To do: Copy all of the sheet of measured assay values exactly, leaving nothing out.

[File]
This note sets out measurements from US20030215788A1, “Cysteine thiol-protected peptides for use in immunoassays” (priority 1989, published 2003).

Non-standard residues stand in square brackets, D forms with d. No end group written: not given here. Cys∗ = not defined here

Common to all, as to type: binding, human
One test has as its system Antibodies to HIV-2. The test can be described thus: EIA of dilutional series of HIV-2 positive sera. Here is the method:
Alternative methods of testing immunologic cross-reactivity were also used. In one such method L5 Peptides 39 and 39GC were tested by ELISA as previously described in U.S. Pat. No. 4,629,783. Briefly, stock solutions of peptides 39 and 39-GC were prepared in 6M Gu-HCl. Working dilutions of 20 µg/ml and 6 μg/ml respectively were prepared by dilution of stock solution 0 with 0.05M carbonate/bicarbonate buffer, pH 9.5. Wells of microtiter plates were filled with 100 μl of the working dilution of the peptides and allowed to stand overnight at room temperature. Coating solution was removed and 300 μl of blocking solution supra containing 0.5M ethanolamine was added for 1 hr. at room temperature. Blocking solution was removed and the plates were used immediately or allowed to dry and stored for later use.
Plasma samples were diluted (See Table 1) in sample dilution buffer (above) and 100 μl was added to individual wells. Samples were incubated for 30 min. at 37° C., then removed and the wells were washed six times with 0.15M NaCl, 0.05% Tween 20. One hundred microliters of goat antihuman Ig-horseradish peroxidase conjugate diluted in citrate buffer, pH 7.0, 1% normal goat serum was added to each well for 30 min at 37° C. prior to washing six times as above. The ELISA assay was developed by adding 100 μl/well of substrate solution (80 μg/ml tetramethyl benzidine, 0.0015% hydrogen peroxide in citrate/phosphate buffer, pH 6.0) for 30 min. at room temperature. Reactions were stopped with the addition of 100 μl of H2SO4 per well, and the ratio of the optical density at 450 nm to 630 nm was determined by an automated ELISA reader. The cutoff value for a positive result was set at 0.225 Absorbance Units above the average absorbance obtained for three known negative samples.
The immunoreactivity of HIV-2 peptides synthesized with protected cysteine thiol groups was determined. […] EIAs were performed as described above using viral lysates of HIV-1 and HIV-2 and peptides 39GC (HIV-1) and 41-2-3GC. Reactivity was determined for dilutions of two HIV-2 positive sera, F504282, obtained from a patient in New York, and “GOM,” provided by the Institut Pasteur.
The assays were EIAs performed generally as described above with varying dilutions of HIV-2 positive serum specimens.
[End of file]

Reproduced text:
This note sets out measurements from US20030215788A1, “Cysteine thiol-protected peptides for use in immunoassays” (priority 1989, published 2003).

Non-standard residues stand in square brackets, D forms with d. No end group written: not given here. Cys∗ = not defined here

Common to all, as to type: binding, human
One test has as its system Antibodies to HIV-2. The test can be described thus: EIA of dilutional series of HIV-2 positive sera. Here is the method:
Alternative methods of testing immunologic cross-reactivity were also used. In one such method L5 Peptides 39 and 39GC were tested by ELISA as previously described in U.S. Pat. No. 4,629,783. Briefly, stock solutions of peptides 39 and 39-GC were prepared in 6M Gu-HCl. Working dilutions of 20 µg/ml and 6 μg/ml respectively were prepared by dilution of stock solution 0 with 0.05M carbonate/bicarbonate buffer, pH 9.5. Wells of microtiter plates were filled with 100 μl of the working dilution of the peptides and allowed to stand overnight at room temperature. Coating solution was removed and 300 μl of blocking solution supra containing 0.5M ethanolamine was added for 1 hr. at room temperature. Blocking solution was removed and the plates were used immediately or allowed to dry and stored for later use.
Plasma samples were diluted (See Table 1) in sample dilution buffer (above) and 100 μl was added to individual wells. Samples were incubated for 30 min. at 37° C., then removed and the wells were washed six times with 0.15M NaCl, 0.05% Tween 20. One hundred microliters of goat antihuman Ig-horseradish peroxidase conjugate diluted in citrate buffer, pH 7.0, 1% normal goat serum was added to each well for 30 min at 37° C. prior to washing six times as above. The ELISA assay was developed by adding 100 μl/well of substrate solution (80 μg/ml tetramethyl benzidine, 0.0015% hydrogen peroxide in citrate/phosphate buffer, pH 6.0) for 30 min. at room temperature. Reactions were stopped with the addition of 100 μl of H2SO4 per well, and the ratio of the optical density at 450 nm to 630 nm was determined by an automated ELISA reader. The cutoff value for a positive result was set at 0.225 Absorbance Units above the average absorbance obtained for three known negative samples.
The immunoreactivity of HIV-2 peptides synthesized with protected cysteine thiol groups was determined. […] EIAs were performed as described above using viral lysates of HIV-1 and HIV-2 and peptides 39GC (HIV-1) and 41-2-3GC. Reactivity was determined for dilutions of two HIV-2 positive sera, F504282, obtained from a patient in New York, and “GOM,” provided by the Institut Pasteur.
The assays were EIAs performed generally as described above with varying dilutions of HIV-2 positive serum specimens.